In the early 19th century, a young milkmaid captivated Stockholm, Sweden. Her name was Pitt Carin Ersdotter, and, like many girls from the Dalarna region of Sweden, Ersdotter spent the winter of 1883 working in the capital.
Ersdotter quickly drew attention in the city for her beauty. Numerous people came to the city square where she worked just to look at her. Her beauty became so well-known that the crown prince even came to visit her incognito. When the disguised prince asked for milk, Ersdotter scolded him for not having anything to put it in.
Not long after this encounter, Ersdotter’s admirers grew so numerous that she was arrested for causing a traffic jam. Eventually, she was let go, as it was decided that she “was found innocent and allowed to return to her milk bottles—be it said to reassure the beautiful—as although there is said that some should be fined for being ugly, no one should be denied the right to be as beautiful as possible,” according to an 1833 article in the local paper Aftonbladet.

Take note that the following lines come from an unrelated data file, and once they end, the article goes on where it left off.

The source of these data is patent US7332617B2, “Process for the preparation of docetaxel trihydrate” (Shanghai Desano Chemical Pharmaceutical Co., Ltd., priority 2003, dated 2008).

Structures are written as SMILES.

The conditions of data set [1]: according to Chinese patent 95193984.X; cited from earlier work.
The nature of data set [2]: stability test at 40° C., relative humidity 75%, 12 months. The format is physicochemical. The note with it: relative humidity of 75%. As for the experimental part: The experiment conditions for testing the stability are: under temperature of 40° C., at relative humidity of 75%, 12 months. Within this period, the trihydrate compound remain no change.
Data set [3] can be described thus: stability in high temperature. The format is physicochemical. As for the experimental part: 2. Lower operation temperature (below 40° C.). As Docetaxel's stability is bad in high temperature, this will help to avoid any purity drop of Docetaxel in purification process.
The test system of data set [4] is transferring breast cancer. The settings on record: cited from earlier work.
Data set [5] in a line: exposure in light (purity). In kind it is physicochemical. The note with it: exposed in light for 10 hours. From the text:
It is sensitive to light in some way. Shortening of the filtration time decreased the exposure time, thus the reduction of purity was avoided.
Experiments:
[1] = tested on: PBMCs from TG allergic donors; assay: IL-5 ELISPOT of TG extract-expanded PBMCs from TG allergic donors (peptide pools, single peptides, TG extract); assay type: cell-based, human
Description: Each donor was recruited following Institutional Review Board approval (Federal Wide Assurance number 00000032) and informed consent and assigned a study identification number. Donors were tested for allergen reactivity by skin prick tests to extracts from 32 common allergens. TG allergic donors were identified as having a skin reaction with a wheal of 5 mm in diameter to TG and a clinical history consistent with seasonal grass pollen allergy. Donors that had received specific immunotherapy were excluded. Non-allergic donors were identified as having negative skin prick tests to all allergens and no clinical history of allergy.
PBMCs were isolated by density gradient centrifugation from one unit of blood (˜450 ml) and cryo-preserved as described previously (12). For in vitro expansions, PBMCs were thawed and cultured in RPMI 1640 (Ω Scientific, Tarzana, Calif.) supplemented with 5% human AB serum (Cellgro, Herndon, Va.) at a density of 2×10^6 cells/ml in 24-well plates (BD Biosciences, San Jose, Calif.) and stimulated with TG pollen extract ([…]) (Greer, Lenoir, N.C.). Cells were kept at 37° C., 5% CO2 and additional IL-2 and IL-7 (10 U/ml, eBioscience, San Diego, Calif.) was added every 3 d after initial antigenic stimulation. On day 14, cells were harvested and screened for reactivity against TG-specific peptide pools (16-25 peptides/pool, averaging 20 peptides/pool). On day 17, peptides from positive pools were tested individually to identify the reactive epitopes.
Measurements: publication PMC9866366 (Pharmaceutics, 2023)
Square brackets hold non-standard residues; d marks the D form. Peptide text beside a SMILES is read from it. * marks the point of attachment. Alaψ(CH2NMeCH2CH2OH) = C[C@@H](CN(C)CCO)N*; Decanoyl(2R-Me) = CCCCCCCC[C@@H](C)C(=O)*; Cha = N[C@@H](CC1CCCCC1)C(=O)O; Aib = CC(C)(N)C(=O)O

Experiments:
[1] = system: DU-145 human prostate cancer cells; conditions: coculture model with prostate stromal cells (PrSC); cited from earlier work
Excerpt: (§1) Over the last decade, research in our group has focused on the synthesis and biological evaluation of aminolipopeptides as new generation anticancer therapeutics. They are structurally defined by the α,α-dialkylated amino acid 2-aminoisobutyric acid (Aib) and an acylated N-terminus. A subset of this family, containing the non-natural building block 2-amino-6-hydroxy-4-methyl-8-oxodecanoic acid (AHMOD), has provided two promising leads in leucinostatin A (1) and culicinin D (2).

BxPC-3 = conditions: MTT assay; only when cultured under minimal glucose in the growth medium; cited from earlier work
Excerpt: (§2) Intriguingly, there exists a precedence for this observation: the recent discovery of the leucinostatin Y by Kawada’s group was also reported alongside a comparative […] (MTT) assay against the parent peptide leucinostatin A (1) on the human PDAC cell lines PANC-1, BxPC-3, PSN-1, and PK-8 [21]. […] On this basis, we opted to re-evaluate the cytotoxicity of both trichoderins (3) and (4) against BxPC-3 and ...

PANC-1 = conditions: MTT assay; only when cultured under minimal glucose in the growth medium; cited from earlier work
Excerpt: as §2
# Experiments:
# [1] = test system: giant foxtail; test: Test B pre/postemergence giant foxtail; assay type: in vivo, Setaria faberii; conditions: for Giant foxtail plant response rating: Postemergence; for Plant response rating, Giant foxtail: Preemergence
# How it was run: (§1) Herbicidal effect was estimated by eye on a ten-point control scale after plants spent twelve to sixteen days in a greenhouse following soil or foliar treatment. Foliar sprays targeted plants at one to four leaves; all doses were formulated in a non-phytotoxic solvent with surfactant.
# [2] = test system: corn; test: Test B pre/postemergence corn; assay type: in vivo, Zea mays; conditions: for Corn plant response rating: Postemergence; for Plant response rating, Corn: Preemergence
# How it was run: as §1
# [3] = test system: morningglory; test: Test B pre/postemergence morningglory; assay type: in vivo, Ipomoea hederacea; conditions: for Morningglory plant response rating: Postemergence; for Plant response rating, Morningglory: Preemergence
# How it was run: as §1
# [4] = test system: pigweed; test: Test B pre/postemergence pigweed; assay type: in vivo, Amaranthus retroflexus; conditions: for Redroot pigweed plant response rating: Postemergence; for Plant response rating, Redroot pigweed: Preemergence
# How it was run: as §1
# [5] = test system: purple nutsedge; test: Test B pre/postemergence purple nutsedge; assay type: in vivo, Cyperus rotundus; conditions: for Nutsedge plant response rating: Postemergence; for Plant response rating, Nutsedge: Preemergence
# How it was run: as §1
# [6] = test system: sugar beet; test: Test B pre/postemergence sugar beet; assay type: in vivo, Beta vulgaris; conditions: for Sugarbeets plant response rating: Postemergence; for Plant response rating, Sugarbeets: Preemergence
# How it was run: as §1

After the episode, Ersdotter spent the rest of the winter visiting various homes and establishments where members of Swedish high society marveled at her beauty, earning her a small fortune.
When Ersdotter finally returned to her small village of Djura, many of her neighbors didn’t believe her story—despite the fact that she had a certificate corroborating her tale signed by various members of the upper class. Instead, many villagers suspected she had become a prostitute to earn her savings.
Ersdotter eventually appealed to her former employer, a well-respected lawyer, to further confirm her story. This second verification convinced the people of Djura that Ersdotter hadn’t become a sex worker. With the village’s support, Ersdotter was able to marry her fiancee, Margites Daniel Andersson.
A statue of Ersdotter now stands at the square where she used to work in Stockholm—a testament to a bizarre bit of history.